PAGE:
Goodreads helps you keep track of books you want to read.
Start by marking “Necropolis” as Want to Read:
Necropolis
Enlarge cover
Rate this book
Clear rating

Necropolis

by
3.78 of 5 stars 3.78  ·  rating details  ·  192 ratings  ·  34 reviews
Upon recovering from a prolonged illness, an author is invited to a literary gathering in Jerusalem that turns out to be a most unusual affair. In the conference rooms of a luxury hotel, as bombs fall outside, at times too close for comfort, he listens to a series of extraordinary life stories: the saga of a chess-playing duo, the tale of an Italian porn star with a social...more
Paperback, 464 pages
Published June 26th 2012 by Europa Editions (first published 2009)
more details... edit details

Friend Reviews

To see what your friends thought of this book, please sign up.

Reader Q&A

To ask other readers questions about Necropolis, please sign up.

Be the first to ask a question about Necropolis

This book is not yet featured on Listopia. Add this book to your favorite list »

Community Reviews

(showing 1-30 of 392)
filter  |  sort: default (?)  |  rating details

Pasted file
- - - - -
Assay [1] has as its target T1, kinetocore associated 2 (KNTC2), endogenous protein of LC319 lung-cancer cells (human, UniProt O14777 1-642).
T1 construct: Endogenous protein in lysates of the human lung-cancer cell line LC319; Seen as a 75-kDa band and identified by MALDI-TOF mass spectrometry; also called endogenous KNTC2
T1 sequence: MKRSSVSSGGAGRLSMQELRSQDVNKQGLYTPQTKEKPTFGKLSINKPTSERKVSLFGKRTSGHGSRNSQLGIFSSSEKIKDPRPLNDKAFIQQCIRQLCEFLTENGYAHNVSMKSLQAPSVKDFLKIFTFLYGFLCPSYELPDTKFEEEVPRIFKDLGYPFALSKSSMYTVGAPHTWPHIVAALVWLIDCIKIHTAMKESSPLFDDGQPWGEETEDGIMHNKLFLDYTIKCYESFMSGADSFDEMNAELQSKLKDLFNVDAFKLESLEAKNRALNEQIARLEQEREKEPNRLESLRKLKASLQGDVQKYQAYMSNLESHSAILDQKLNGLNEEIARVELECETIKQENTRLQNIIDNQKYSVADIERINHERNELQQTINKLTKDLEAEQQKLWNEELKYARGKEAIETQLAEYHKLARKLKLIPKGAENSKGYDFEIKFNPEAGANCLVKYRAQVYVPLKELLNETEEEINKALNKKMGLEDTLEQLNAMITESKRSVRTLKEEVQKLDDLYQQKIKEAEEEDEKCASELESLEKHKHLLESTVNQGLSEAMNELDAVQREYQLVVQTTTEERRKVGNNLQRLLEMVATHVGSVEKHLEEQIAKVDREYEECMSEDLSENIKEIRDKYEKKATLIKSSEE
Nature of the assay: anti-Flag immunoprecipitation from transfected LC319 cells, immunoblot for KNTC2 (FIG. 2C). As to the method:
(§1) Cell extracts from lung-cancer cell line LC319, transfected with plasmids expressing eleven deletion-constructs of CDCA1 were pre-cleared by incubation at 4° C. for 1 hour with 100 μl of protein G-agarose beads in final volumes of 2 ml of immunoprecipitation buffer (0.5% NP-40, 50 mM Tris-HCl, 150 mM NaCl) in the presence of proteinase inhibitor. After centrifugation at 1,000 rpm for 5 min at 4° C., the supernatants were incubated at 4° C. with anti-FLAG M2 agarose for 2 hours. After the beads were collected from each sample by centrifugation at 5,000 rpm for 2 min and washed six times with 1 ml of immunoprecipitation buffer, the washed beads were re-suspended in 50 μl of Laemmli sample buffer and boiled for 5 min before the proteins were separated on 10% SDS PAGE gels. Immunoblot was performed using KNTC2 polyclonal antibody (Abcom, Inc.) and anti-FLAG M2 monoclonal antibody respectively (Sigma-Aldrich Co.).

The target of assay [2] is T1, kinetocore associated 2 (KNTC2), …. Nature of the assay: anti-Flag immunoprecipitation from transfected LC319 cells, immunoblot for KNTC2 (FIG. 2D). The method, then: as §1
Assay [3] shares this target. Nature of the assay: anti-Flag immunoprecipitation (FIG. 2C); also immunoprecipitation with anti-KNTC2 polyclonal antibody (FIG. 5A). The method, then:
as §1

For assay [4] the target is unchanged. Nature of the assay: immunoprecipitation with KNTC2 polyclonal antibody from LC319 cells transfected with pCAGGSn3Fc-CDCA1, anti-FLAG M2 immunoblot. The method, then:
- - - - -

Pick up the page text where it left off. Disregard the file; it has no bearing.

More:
Caroline
Parts is parts.

Gamboa assembles several stories under the umbrella of a recuperating author’s experience at a conference without a discipline, set in a Jerusalem under fire. But to me, each of the stories was an assembly of events that didn’t build on each other or add up to anything, and the stories didn’t really add up to a larger whole either. There include: a Count of Monte Cristo tale involving corrupt paras in Columbia, an entrepreneurial, reputedly resiliant porn acress who argues her fil...more
Joe Cummings
“Necropolis, “ a translation by Howard Curtis of Necrópolis by the Columbian writer Santiago Gamboa , is a strange book indeed, especially when you consider that it is the first of Gamboa’s work to be published in English. What launched its publication was its winning the La Otra Orilla Literary Award in 2009. At that point Gamboa was [and still is] considered an important writer in the new McOndo school of Latin American writing. Although some of his works are available in translation in sevent...more
Richard
This is a maddening book.

Once, a reporter asked Bob Dylan what one of his songs was about. Dylan replied that it was about 7 minutes. Necropolis is about 466 pages, that I'm sure of, what the author is trying to tell me, I'm not so sure.

Mr. Gamboa had me a good deal of the time. The set up was interesting - an invitation to a conference of biographers extended to a writer who was not a biographer, and who had not written anything in two years, but as all travel and accommodations were included,...more
Chad Post